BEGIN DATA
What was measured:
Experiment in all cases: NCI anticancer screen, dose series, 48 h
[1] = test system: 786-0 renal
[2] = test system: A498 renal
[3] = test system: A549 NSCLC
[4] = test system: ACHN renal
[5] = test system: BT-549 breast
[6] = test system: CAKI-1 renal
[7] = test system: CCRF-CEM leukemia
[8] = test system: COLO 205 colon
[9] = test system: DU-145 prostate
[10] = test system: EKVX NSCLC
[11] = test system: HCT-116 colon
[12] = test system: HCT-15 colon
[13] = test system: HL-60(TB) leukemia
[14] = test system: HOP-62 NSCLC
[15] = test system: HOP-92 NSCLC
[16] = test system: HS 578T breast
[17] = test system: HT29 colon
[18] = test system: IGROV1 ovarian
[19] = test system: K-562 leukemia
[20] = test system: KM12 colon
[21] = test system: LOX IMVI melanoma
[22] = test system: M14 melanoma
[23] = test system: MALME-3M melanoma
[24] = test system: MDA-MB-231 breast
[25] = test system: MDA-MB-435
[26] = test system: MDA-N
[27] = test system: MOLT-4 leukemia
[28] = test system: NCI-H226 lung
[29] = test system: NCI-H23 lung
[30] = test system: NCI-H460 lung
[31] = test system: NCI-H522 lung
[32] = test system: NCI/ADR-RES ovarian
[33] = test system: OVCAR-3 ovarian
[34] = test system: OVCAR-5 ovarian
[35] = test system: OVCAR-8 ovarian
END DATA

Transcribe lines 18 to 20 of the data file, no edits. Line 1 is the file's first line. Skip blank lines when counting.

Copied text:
[16] = test system: HS 578T breast
[17] = test system: HT29 colon
[18] = test system: IGROV1 ovarian